One of the most important porcelain manufacturers in China, the Shanghai-based Hanguan Company, is to locate the base for its European operations in the Scottish Border region in the town of Greenlaw, in an iconic Grade A Listed Building.
Amongst its many activities the company, which is run my Master Ceramicist and Professor of Ceramics at Shanghai’s Fudan University, Li Youyu, produces some of the finest ceramics in the whole of China, which is borne out by the fact that it is used by the government of China to create the official gifts given out to foreign dignitaries. Many world leaders, including those of the UK and USA, have received wares crafted by Hanguan.
In the entrance hall of the building the bust of Sir Archibald Campbell, the original patron, looks down this week on the new investors. Left to right: Ms Huang Ping, Professor Master Li Youyu and Sulee Harris, Photo Paul Harris
At 11 am on Wednesday May 31, Scottish Borders company Coldingham Investments Ltd (controlled by Coldingham man Paul Harris and his Chinese wife, Sulee) bought the massive Grade A listed building Greenlaw Town Hall from The Scottish Heritage Buildings Trust. SHBT finished a £1.95m. restoration of the building in 2011, at which time it was re-opened by HRH Prince Charles.
The Coldingham-based company will continue to own the building and, although equity is being bought by the Chinese, the present ownership will retain a ‘significant’ shareholding in the new operation. The Coldingham duo Paul and Sulee recently launched Coldingham Borders Auctions, operate half a dozen websites selling Far Eastern art internationally, and have The Coldingham Gallery in the High Street and which was founded more than six years ago.
Paul Harris told the news website chineseart.co.uk , part of the Coldingham group of businesses, last night that he and his wife used to live and work in Shanghai. ‘We have a large network of contacts in China and we are delighted to be able to bring an important Chinese company to the Scottish Borders. We shared images of Greenlaw Town Hall when it came available for sale with Mr Li Youyu, principal figure in the Hanguang Company. He is primarily an artist with vision – not just a businessman – and, even from faraway in China, he was immediately struck by the amazing beauty of the building that is Greenlaw Town Hall.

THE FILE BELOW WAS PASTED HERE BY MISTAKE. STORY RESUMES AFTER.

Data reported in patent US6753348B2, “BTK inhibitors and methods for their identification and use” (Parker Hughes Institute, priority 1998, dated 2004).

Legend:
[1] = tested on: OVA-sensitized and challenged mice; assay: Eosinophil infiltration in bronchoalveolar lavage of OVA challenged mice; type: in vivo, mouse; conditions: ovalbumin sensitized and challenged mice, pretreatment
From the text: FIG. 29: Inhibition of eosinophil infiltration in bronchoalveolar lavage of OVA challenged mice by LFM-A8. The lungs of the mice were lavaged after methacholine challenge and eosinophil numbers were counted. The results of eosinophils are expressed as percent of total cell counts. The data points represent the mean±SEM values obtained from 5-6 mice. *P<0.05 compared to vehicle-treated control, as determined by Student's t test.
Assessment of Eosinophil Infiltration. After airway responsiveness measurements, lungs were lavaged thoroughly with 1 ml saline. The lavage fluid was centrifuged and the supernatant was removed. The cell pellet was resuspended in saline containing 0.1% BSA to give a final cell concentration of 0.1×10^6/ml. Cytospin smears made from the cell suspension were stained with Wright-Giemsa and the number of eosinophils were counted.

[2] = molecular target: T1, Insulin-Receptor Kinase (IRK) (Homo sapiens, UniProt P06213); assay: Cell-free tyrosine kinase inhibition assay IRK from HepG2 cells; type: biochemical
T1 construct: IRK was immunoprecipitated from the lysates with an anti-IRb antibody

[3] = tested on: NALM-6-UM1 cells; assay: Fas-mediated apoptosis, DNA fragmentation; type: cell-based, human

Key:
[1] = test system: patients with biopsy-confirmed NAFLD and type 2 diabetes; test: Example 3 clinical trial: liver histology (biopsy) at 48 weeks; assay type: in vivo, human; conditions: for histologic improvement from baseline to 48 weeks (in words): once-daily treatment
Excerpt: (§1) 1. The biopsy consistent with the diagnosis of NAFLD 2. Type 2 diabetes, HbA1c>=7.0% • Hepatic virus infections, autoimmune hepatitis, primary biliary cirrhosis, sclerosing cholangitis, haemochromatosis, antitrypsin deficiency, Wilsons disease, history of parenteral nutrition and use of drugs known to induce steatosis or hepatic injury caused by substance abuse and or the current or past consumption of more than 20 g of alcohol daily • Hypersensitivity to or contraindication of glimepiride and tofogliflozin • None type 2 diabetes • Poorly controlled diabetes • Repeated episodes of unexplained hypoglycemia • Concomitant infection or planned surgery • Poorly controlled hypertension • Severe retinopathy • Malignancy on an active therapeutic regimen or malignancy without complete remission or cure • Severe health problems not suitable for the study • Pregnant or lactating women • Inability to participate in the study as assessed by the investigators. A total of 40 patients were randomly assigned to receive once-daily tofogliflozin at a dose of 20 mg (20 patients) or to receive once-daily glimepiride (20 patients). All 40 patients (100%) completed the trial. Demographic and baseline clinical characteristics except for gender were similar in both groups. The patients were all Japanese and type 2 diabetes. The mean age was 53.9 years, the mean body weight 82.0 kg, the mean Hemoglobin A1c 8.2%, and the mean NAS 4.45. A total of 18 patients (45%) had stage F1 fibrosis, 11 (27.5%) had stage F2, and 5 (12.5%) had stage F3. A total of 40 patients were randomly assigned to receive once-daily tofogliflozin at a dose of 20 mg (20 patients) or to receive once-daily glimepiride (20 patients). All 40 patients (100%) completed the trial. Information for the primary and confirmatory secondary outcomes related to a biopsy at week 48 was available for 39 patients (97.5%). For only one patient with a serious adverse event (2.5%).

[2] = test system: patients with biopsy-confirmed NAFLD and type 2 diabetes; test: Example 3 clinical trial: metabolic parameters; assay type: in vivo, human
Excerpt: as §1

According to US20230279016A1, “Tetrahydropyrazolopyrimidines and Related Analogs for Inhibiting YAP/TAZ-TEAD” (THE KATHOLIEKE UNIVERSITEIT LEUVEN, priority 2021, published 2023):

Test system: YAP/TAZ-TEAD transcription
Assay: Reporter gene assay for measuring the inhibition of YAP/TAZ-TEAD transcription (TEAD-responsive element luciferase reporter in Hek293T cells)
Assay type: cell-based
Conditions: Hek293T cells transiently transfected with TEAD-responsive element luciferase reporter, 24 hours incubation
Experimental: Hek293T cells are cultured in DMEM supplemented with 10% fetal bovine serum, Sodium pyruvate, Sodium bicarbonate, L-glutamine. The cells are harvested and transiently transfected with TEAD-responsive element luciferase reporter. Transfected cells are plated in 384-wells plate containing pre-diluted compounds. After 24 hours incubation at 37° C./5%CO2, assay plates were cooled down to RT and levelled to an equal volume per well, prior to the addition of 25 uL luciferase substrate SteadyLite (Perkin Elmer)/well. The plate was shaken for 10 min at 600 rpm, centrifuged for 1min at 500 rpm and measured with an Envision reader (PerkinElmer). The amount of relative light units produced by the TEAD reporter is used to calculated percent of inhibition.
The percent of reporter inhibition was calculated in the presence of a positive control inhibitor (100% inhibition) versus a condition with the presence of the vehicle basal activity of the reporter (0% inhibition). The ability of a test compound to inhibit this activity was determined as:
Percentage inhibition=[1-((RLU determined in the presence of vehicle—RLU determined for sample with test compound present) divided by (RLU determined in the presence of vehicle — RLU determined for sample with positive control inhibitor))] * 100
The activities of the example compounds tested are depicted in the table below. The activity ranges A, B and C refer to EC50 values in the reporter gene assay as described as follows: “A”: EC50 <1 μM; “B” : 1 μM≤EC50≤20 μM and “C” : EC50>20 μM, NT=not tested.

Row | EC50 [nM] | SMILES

‘The building won’t just be a collection of offices but the vast public hall will house an exhibition and museum area telling the story of Chinese porcelain – a product which was entirely the invention of the Chinese. The building will be open to the public and Mr Youyu aims to promote direct personal relations between Chinese and Scottish ceramicists through practical sessions, conferences and social events. There will be practical displays showing the creation of porcelain.’
Greenlaw Town Hall, built in 1831 as The County Hall of Berwickshire by local architect John Cunningham, is one of Scotland’s outstanding Greek Revival neo-classical buildings and its vast dome and pillared portico dominate the junction of two main roads through the Scottish Borders at Greenlaw. The building consists of a vast hall and two pavilions (wings) containing offices. In recent years The Scottish Heritage Buildings Trust has spent just under £2m. renovating what was then the derelict building in a high profile restoration. Until now, though, a sympathetic new owner has not been found.
‘We are hopeful that the proposed use of Greenlaw Town Hall will help to build the local economy and bring tourists to the area, including many Chinese. The development may also encourage other Chinese businesses we are in touch with to come to the Scottish Borders,’ said Sulee Harris last night. Sulee, using her Chinese name Sun Yumei, is today listed at Companies House as a director of Coldingham Investments Ltd along with Ms Huang Ping who, it is understood, represents the interests of the Hanguang Company.
It is understood that Coldingham Investments Ltd is in active discussions with architectural advisers. A spokesman for the company said there will be an impact on local employment ‘but it is a little early to be specific’.
The iconic portico of Gfreenlaw Town Hall. Photo courtesy Scottish Heritage Buildings Trust